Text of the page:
One of Vincent Van Gogh’s paintings happened to have part of a grasshopper lodged in the paint for 128 years. Buzz60’s Josh King (@abridgetoland) has the details.
This is not something researchers at museums see every day.
When curators at the Nelson-Atkins Museum of Art put the Vincent van Gogh 19th-century masterpiece Olive Trees under the microscope to better understand the Dutch painter’s artistic process, a little critter was found entombed within the thick oil paint.
The unusual discovery was unexpected but not that surprising. After all, Van Gogh is one of the world’s best known plein airs artists, and his famous landscapes were painted within the very fields and gardens that were his subject matter.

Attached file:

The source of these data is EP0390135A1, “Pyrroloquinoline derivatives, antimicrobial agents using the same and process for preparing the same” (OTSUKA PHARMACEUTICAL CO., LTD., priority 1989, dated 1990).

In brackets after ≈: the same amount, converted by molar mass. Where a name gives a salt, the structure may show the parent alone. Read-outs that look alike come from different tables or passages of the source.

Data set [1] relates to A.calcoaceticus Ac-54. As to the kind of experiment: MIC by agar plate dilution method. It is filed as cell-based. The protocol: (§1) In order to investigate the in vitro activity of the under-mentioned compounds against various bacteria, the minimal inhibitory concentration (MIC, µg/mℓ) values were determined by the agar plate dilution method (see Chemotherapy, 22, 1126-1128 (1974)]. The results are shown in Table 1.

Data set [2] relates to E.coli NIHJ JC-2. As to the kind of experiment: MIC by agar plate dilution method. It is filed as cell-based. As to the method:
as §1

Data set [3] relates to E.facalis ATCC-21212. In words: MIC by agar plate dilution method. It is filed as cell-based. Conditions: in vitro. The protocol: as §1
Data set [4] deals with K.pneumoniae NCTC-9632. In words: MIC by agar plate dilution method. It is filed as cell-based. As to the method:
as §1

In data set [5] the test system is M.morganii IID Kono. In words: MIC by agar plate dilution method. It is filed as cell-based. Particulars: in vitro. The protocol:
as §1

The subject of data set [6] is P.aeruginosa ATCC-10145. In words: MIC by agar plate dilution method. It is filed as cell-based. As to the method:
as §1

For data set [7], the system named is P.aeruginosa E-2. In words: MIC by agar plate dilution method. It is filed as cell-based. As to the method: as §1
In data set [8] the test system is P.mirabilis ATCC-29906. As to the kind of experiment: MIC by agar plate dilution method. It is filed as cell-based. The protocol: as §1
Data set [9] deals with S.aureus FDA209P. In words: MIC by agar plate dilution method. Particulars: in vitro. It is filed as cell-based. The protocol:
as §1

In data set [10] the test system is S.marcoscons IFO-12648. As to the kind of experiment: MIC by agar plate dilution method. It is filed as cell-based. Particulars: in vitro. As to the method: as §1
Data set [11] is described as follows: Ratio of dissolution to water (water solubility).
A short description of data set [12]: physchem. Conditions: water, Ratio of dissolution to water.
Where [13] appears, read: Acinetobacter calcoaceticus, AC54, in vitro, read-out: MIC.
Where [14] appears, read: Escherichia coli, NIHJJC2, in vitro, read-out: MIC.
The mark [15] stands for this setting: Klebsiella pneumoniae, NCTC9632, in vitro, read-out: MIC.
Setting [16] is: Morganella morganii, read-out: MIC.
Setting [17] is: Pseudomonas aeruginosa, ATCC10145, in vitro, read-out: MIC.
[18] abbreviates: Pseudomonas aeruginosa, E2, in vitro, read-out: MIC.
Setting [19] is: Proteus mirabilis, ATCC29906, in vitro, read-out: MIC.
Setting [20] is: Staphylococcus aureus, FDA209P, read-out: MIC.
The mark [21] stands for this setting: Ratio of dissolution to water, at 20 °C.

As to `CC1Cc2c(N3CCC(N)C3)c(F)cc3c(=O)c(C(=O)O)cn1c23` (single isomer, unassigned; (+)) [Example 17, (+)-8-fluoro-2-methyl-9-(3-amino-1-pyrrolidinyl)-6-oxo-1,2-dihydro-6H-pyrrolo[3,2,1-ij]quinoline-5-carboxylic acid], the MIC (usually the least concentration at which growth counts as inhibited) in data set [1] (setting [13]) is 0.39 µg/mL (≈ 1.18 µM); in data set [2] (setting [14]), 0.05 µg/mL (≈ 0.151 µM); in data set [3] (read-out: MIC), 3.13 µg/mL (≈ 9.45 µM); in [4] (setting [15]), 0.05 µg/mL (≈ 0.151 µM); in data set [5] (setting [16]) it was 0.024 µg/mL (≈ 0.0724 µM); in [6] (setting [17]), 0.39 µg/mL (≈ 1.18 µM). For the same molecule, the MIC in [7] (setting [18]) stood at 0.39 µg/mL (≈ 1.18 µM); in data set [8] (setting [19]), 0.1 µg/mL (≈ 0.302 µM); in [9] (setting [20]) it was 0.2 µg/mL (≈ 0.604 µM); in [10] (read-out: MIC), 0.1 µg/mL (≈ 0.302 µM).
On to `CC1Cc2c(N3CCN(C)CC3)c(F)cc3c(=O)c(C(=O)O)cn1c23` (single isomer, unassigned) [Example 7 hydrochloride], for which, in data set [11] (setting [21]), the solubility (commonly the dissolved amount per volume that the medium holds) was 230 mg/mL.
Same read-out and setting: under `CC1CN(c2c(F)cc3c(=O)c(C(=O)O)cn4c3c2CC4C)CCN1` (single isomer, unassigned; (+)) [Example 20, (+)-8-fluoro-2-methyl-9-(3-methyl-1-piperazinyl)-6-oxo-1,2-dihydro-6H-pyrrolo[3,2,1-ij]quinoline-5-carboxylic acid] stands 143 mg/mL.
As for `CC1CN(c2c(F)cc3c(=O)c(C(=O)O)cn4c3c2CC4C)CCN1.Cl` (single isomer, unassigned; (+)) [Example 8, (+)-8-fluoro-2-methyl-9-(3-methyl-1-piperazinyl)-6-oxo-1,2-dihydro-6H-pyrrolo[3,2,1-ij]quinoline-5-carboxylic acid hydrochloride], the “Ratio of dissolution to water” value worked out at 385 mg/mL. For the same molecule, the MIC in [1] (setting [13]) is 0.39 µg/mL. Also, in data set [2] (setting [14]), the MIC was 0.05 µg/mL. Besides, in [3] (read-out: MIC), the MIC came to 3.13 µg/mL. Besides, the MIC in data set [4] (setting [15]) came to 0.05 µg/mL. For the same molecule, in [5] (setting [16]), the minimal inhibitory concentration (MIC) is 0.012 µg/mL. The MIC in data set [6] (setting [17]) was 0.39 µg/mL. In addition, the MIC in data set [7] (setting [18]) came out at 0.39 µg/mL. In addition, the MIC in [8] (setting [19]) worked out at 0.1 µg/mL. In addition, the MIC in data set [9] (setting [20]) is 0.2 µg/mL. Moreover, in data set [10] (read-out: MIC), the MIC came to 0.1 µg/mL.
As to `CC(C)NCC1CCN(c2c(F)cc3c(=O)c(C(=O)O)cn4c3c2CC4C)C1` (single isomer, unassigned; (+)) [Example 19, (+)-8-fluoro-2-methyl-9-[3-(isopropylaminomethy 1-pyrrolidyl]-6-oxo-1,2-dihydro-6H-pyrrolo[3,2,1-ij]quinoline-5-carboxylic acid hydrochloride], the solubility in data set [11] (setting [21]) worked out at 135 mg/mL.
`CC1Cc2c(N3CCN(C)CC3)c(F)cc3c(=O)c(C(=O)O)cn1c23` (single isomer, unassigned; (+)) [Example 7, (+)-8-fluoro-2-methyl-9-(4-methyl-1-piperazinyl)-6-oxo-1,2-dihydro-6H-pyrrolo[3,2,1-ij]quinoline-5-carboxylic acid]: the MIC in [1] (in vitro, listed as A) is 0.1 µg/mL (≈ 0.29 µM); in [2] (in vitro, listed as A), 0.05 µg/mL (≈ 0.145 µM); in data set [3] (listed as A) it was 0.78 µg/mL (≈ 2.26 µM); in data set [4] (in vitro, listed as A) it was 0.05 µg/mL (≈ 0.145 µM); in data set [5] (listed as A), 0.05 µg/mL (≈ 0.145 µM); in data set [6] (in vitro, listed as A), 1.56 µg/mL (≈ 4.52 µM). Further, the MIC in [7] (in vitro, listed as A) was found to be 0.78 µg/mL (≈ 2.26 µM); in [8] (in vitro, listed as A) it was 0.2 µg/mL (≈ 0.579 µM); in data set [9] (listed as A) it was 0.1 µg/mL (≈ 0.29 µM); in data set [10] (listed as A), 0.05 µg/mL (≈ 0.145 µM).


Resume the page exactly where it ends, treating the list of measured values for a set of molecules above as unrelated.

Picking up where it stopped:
The microscopic insect cannot be seen with the naked eye, and so it remained unnoticed for over a century. It made for a particularly exciting find, as the museum’s team was hopeful that they could use it to determine the season in which the work was made. The museum contacted paleo-entomologist Dr. Michael S. Engel, senior curator and professor at the University of Kansas and associate at the American Museum of Natural History in New York, but unfortunately the grasshopper’s body could not confirm precise dating.